• The Community Clubthe club offers a free and inclusive space to chat and discuss with top community managers around the globe. You can attend AMAs and train with courses designed to boost your skills. In addition, it’s a community where you can connect with more community people and exchange feedback and support.

4. Choose your tools wisely

Are you familiar with the different options available when it comes to chat and event management? Understanding how your people will feel more comfortable is essential to build a better community from that. 

And if you’re not sure where to start, don’t worry! Here are some of the most used tools and platforms:

Best chat platforms for communities

  • Slack: makes team collaboration and community engagement better because you can make channels to discuss, share files, messages, images, and much more. You can even create channels based on topics or groups of people to make it easier for you to find what you’re looking for easily.

Check out how to use Slack for community activities:

YouTube video

  • Discord: is a popular alternative to Slack, which is the dominant team chat app at this point. It’s extremely useful for companies that are big on community engagement because it has an endless list of features that make it easy to create a text or voice chatroom for customers, fans, or anyone else who wants to be involved.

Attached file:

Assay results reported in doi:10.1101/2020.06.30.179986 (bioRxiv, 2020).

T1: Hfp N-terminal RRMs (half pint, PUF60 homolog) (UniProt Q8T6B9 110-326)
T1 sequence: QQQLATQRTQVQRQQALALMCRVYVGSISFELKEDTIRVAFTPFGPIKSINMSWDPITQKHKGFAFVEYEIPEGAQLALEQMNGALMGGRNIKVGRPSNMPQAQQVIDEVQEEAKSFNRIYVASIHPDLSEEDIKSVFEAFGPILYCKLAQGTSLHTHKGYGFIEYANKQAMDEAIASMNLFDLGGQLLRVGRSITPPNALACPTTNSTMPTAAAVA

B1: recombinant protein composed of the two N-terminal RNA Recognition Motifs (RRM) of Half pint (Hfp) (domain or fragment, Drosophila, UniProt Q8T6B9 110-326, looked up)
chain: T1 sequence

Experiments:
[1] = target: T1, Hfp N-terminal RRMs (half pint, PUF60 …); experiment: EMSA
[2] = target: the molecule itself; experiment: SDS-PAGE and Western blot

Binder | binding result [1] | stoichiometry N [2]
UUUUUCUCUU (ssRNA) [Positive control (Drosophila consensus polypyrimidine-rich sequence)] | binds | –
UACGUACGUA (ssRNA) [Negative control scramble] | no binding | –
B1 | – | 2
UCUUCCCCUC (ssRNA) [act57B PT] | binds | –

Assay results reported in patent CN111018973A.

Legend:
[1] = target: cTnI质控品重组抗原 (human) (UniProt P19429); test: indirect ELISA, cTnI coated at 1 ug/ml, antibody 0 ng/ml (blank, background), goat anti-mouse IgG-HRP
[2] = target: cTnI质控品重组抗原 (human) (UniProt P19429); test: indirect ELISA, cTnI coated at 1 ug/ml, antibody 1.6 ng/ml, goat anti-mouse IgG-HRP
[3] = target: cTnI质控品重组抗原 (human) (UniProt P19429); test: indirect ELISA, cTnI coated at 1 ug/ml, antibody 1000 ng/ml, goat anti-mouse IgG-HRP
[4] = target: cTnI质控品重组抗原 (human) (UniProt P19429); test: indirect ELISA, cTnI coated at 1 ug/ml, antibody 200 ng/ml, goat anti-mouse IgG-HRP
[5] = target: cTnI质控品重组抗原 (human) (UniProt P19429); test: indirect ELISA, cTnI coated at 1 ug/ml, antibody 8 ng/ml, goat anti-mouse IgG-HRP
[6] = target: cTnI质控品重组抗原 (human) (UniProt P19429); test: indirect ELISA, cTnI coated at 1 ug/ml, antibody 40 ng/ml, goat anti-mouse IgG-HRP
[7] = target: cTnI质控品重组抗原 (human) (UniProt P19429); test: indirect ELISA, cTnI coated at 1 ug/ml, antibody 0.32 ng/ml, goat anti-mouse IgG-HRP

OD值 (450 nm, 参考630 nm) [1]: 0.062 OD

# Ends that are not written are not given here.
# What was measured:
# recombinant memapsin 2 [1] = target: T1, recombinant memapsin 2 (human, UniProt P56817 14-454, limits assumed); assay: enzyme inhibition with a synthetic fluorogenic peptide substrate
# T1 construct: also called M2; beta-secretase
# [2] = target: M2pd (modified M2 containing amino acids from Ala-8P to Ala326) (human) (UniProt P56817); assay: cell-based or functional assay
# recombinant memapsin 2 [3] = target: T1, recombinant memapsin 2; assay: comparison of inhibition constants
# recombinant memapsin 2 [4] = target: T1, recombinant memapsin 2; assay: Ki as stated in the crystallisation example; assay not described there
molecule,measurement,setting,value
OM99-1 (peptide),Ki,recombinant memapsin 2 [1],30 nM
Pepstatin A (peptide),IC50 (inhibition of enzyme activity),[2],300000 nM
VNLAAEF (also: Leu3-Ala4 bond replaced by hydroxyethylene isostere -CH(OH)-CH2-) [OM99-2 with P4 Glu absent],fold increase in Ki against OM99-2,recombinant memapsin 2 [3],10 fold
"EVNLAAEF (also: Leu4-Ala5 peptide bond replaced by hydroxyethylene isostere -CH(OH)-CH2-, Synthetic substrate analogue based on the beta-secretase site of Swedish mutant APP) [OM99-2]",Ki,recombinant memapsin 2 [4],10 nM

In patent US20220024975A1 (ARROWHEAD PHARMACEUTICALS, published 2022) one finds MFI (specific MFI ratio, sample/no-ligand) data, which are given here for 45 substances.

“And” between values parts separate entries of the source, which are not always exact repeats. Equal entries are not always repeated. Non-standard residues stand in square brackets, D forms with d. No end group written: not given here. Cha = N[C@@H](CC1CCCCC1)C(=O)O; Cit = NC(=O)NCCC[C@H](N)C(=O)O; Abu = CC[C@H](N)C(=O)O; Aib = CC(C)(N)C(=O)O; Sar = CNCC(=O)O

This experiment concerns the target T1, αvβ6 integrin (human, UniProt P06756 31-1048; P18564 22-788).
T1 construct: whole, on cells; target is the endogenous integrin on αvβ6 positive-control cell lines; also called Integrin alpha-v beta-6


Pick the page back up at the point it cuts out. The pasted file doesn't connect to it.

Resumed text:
• Telegram: provides an opportunity to build a group chat with interested people. Probably a good option for communities that are just starting to flourish. It’s also becoming increasingly popular among businesses because of its speed and security.

  • Whatsapp: it’s definitely the most obvious messaging app. But it’s worth mentioning that as WhatsApp is really popular around the world, it can be a great choice if you’re looking to simplify the conversation. Besides, a lot of people didn’t even hear about Slack or Discord yet, and bringing a familiar technology can surely help to facilitate interaction. 

Top forum platforms

The time has come: your community is already working, but Slack and Whatsapp are not enough anymore. Your people are hungry for active conversations, and a forum is an accurate solution to that. 

But where can you find a suitable platform to successfully lead your tribe into deep engagement? Well, here are some of the favorite options of worldwide community managers:

  • Circle: it’s a popular platform nowadays. You can easily set up a community forum and provide resources for members to understand the dynamics from the very first beginning. In addition, they are also implementing new features, so community managers will be able to host events without leaving the platform.